There was a bit of a hubbub on the Twitters yesterday when MLB Network’s Brian Kenny took Dusty Baker to task. You see, Dusty left Homer Bailey in yesterday’s game somewhere between 2 and four batters too long (I know, it’s hard to believe, but it’s true) and the Reds ended up losing by the runs Bailey gave up to those batters. After the game Dusty explained that Homer had pitched well and he was trying to get him the win by keeping him in the game as long as he did.
Brian Kelly pointed out how ridiculous that mindset was and many of us who follow the Reds on a semi-daily basis rejoiced. It’s nice to see someone in the media repeat what you’re thinking.
What struck us as odd was that it took an outsider to what we’ll call the mainstream Reds media to point out the idiocy in putting team success behind an individual’s statistics. We follow most of the local Cincinnati reporters who work the Reds beat and not one of them had anything to say regarding Dusty’s explanation.
Furthermore – and this is entirely based on our own observations and is thus completely unscientific – it seems as though those I referred to earlier (professional journalists on the Reds beat) are quick to respond or downplay fan complaints with Baker’s managing. For example, Drew Stubbs leading off last year, Zack Cozart batting second this year, Aroldis Chapman closing, Aroldis Chapman never coming into a close game before the 9th inning, etc.
It’s weird. They’re much less likely to reflexively defend players this way, and some – WLW is notorious for this – have been known to slam players that would have been popular otherwise (Adam Dunn nods knowingly.)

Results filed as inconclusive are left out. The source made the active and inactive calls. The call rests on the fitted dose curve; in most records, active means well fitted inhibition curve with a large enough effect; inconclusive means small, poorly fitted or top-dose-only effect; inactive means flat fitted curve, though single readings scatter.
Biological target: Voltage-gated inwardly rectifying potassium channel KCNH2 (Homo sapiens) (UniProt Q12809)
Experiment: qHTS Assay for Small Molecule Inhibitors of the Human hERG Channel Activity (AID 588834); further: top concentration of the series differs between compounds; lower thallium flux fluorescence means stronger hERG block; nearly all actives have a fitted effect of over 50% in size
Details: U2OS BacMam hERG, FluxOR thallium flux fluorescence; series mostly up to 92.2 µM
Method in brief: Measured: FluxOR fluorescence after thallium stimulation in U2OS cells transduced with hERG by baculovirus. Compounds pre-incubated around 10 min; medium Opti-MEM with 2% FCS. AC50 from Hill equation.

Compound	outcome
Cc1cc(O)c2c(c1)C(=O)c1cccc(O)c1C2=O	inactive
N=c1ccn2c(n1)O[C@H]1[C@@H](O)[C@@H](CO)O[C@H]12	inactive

What’s the explanation? Is Dusty such a good guy that a supposedly impartial, professional journalist will scream “small sample size” at one fan complaint and then turn around and use a stat from an equally small sample to deride another? His players are quite fond of him, there’s little debate about that – but it’s worth asking if those reporters whose job it is to objectively gather and disseminate information about the team are really doing so.
Marvin Lewis doesn’t appear to get this as much (although we don’t follow the Bengals beat as closely as the Reds so we could be wrong) but there is one mindset we’ve observed from some media members regarding both. That mindset is that because the Reds and Bengals were terrible prior to Marvin and Dusty’s arrivals, fans of those teams should put this in perspective and just enjoy the success they get.
We reject this view.